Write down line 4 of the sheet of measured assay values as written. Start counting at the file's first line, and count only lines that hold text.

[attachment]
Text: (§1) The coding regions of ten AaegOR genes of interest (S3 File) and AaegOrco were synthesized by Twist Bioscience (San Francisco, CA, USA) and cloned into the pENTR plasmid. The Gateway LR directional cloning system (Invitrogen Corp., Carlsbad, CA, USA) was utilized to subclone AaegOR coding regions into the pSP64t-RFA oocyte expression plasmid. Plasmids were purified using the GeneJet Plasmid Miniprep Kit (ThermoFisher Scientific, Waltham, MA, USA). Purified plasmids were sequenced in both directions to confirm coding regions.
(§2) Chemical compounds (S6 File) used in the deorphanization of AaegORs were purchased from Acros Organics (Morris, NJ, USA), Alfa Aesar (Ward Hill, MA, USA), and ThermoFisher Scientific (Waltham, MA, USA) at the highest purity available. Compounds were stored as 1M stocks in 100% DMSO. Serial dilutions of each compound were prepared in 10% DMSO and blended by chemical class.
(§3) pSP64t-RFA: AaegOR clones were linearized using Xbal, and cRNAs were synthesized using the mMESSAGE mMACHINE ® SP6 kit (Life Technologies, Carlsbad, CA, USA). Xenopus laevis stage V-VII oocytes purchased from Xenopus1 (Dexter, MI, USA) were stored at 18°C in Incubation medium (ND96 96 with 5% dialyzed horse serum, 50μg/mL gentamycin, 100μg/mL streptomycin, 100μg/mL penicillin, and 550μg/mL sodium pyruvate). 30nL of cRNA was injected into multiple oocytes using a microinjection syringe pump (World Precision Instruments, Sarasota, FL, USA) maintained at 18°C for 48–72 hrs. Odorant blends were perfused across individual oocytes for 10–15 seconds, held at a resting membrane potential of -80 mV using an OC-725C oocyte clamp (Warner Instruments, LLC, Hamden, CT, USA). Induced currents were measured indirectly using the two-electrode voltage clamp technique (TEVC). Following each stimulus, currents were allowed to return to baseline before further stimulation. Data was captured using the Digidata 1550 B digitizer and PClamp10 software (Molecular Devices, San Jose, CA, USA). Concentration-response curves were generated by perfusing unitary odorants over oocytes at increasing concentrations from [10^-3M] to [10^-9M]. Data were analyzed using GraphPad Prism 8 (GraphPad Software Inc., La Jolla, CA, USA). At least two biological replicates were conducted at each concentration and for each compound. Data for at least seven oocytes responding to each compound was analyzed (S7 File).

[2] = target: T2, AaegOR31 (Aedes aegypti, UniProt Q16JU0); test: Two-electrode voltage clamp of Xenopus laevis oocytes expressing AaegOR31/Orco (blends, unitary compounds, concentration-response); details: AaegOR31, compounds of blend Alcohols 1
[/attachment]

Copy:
[2] = target: T2, AaegOR31 (Aedes aegypti, UniProt Q16JU0); test: Two-electrode voltage clamp of Xenopus laevis oocytes expressing AaegOR31/Orco (blends, unitary compounds, concentration-response); details: AaegOR31, compounds of blend Alcohols 1